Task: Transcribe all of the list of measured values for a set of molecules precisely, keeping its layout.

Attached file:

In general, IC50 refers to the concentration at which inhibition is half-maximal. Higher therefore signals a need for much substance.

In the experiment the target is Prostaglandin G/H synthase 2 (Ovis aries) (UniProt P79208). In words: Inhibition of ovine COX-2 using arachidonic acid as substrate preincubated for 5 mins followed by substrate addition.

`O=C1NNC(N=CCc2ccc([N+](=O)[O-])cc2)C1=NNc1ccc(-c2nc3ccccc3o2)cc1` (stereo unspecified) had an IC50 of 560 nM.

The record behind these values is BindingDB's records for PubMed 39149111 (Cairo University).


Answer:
In general, IC50 refers to the concentration at which inhibition is half-maximal. Higher therefore signals a need for much substance.

In the experiment the target is Prostaglandin G/H synthase 2 (Ovis aries) (UniProt P79208). In words: Inhibition of ovine COX-2 using arachidonic acid as substrate preincubated for 5 mins followed by substrate addition.

`O=C1NNC(N=CCc2ccc([N+](=O)[O-])cc2)C1=NNc1ccc(-c2nc3ccccc3o2)cc1` (stereo unspecified) had an IC50 of 560 nM.

The record behind these values is BindingDB's records for PubMed 39149111 (Cairo University).